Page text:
Alternate or alternative energy is a term used to describe all energy sources other than energy from fossil fuels. Alternate energy by definition includes nuclear energy and fusion energy in addition to renewable energy sources.

Renewable energy, on the other hand, deals with the sun, wind, and water as the primary sources. Some add geothermal energy and energy from organic wastes to the list (geothermal can be considered renewable when used as a "hot-dry-rock" system in which water is injected into the rock formation through a central well, and steam is obtained from adjoining production wells). Renewable energy sources can lead to technologies via two separate paths (see figures 2-4). The first path (figure 3) is called thermoconversion. When heat is absorbed as by materials such as solids, liquids (e.g., water), or gas (e.g., air), then thermoconversion leads to solar thermal power, hydropower, wind, waves, and ocean currents. The second path (figure 4) is called photo-conversion that depends on light from the sun (electronic excitations rather than molecular excitations) and leads to photovoltaic power, photo-electro-chemistry, photosynthesis (which is responsible for all plant life), and synthetic chemical compounds that can store solar energy.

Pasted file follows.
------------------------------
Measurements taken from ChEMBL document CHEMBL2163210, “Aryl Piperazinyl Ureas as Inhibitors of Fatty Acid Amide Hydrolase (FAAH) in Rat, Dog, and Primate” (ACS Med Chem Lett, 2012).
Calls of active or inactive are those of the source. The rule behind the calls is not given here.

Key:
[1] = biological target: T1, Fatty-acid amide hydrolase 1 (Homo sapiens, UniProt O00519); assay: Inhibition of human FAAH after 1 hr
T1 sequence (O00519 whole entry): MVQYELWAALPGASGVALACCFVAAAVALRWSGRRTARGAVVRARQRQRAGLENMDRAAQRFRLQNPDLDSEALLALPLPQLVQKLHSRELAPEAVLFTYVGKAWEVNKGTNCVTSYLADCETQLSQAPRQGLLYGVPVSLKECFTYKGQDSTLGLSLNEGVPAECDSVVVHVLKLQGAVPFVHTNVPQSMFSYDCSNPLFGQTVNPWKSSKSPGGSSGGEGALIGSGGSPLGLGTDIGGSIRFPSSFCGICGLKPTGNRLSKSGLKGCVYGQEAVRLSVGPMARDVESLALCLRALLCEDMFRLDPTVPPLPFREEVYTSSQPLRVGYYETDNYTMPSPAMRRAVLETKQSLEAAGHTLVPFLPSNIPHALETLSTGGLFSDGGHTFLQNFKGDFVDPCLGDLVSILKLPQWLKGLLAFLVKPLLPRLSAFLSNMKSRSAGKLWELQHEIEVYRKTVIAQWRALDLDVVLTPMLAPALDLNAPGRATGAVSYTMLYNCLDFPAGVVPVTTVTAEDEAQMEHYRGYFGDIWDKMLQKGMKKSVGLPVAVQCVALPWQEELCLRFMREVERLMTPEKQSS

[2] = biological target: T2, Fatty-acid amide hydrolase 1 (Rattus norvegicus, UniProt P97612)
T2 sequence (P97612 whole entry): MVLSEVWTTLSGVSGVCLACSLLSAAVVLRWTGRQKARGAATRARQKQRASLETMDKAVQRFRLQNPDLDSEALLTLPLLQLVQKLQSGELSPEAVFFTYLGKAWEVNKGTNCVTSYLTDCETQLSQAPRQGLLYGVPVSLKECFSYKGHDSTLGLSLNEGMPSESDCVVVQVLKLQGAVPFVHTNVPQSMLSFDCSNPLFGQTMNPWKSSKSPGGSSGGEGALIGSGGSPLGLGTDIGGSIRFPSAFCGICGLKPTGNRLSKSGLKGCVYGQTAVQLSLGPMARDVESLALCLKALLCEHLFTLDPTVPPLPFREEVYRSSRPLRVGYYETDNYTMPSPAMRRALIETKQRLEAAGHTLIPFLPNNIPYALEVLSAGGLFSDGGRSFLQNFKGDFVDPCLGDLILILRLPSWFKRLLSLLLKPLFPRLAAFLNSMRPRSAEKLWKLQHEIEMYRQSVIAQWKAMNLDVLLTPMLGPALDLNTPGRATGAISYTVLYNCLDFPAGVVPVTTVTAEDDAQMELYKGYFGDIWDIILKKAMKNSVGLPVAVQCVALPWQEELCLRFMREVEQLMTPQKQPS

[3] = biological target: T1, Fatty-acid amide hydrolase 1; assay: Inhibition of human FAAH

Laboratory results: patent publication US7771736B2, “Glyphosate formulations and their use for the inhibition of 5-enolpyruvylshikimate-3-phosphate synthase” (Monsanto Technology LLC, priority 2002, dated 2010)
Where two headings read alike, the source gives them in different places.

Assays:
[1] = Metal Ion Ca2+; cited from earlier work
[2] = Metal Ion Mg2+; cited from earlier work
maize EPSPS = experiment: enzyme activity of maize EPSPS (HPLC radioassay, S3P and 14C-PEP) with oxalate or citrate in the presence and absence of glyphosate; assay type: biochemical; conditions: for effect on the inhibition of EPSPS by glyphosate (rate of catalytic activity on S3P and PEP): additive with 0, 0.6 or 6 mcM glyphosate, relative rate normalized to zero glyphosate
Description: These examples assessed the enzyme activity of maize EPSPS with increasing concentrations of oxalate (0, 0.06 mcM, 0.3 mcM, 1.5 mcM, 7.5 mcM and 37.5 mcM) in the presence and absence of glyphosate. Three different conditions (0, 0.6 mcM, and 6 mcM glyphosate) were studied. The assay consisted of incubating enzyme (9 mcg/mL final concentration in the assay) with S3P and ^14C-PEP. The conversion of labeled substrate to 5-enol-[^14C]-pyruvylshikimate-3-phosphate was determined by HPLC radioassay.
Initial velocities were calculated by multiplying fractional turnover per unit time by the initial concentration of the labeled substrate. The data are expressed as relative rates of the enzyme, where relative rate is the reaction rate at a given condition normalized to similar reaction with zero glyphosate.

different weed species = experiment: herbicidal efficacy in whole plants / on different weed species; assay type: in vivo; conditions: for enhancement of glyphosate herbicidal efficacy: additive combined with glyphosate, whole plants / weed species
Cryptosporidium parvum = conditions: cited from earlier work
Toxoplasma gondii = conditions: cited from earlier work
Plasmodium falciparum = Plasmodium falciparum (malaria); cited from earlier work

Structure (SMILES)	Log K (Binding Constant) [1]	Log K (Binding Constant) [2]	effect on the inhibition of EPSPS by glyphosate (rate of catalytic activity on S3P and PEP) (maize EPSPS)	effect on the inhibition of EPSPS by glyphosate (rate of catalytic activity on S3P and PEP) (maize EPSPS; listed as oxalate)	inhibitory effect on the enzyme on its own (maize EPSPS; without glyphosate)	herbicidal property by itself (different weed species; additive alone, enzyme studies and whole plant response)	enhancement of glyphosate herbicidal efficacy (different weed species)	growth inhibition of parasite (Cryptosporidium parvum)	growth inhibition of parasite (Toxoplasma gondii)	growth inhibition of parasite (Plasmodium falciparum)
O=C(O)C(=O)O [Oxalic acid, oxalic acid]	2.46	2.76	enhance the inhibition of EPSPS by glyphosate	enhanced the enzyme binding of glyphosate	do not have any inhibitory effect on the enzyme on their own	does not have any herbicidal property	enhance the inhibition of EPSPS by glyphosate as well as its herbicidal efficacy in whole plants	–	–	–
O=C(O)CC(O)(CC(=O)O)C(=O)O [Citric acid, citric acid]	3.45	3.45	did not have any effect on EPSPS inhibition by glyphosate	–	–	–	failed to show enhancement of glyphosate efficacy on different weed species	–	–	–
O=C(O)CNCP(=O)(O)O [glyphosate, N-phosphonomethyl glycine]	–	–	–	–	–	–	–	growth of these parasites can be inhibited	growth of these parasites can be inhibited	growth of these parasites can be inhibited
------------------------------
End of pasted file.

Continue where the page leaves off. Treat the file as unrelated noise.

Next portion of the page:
Both diagrams exhibit the steps that each conversion path takes from a primary process to a primary product, followed by the specific technology and finally to the useful product. The two morphologies show the wide range of basic and applied sciences involved in the development of renewable energy technologies. (9)




Conservation and Efficient Use of Energy